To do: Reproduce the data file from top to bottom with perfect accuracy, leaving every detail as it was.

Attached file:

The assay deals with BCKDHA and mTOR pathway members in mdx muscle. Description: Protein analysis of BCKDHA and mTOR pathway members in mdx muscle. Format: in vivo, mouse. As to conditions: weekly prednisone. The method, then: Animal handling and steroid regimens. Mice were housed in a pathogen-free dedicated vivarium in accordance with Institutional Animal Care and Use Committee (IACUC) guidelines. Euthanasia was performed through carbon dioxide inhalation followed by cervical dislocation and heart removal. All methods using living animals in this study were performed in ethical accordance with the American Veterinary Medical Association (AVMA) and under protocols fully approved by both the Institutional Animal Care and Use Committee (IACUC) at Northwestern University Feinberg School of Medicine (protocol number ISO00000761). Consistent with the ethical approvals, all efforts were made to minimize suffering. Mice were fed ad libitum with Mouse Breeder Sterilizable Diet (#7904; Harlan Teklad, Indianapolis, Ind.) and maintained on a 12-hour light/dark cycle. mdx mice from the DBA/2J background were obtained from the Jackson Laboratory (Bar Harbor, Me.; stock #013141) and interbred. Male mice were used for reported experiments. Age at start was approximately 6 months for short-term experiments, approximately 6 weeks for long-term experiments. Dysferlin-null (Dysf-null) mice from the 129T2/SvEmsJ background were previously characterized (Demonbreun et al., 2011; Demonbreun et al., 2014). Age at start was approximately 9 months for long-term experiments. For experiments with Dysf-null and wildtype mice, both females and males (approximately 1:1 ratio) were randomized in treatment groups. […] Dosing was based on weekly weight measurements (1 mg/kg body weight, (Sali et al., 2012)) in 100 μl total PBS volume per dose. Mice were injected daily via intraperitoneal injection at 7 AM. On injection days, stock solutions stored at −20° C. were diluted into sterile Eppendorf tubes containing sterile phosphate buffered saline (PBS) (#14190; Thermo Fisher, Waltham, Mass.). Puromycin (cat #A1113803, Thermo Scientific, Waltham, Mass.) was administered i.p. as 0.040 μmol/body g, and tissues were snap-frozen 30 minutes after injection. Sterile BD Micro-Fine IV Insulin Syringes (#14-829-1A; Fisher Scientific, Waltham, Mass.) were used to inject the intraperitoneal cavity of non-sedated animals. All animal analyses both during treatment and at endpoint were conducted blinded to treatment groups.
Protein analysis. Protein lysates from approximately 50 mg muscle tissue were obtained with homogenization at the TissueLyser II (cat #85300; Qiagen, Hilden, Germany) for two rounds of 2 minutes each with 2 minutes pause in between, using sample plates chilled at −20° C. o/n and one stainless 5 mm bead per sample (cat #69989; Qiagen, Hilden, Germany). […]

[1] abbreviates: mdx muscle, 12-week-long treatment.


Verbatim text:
The assay deals with BCKDHA and mTOR pathway members in mdx muscle. Description: Protein analysis of BCKDHA and mTOR pathway members in mdx muscle. Format: in vivo, mouse. As to conditions: weekly prednisone. The method, then: Animal handling and steroid regimens. Mice were housed in a pathogen-free dedicated vivarium in accordance with Institutional Animal Care and Use Committee (IACUC) guidelines. Euthanasia was performed through carbon dioxide inhalation followed by cervical dislocation and heart removal. All methods using living animals in this study were performed in ethical accordance with the American Veterinary Medical Association (AVMA) and under protocols fully approved by both the Institutional Animal Care and Use Committee (IACUC) at Northwestern University Feinberg School of Medicine (protocol number ISO00000761). Consistent with the ethical approvals, all efforts were made to minimize suffering. Mice were fed ad libitum with Mouse Breeder Sterilizable Diet (#7904; Harlan Teklad, Indianapolis, Ind.) and maintained on a 12-hour light/dark cycle. mdx mice from the DBA/2J background were obtained from the Jackson Laboratory (Bar Harbor, Me.; stock #013141) and interbred. Male mice were used for reported experiments. Age at start was approximately 6 months for short-term experiments, approximately 6 weeks for long-term experiments. Dysferlin-null (Dysf-null) mice from the 129T2/SvEmsJ background were previously characterized (Demonbreun et al., 2011; Demonbreun et al., 2014). Age at start was approximately 9 months for long-term experiments. For experiments with Dysf-null and wildtype mice, both females and males (approximately 1:1 ratio) were randomized in treatment groups. […] Dosing was based on weekly weight measurements (1 mg/kg body weight, (Sali et al., 2012)) in 100 μl total PBS volume per dose. Mice were injected daily via intraperitoneal injection at 7 AM. On injection days, stock solutions stored at −20° C. were diluted into sterile Eppendorf tubes containing sterile phosphate buffered saline (PBS) (#14190; Thermo Fisher, Waltham, Mass.). Puromycin (cat #A1113803, Thermo Scientific, Waltham, Mass.) was administered i.p. as 0.040 μmol/body g, and tissues were snap-frozen 30 minutes after injection. Sterile BD Micro-Fine IV Insulin Syringes (#14-829-1A; Fisher Scientific, Waltham, Mass.) were used to inject the intraperitoneal cavity of non-sedated animals. All animal analyses both during treatment and at endpoint were conducted blinded to treatment groups.
Protein analysis. Protein lysates from approximately 50 mg muscle tissue were obtained with homogenization at the TissueLyser II (cat #85300; Qiagen, Hilden, Germany) for two rounds of 2 minutes each with 2 minutes pause in between, using sample plates chilled at −20° C. o/n and one stainless 5 mm bead per sample (cat #69989; Qiagen, Hilden, Germany). […]

[1] abbreviates: mdx muscle, 12-week-long treatment.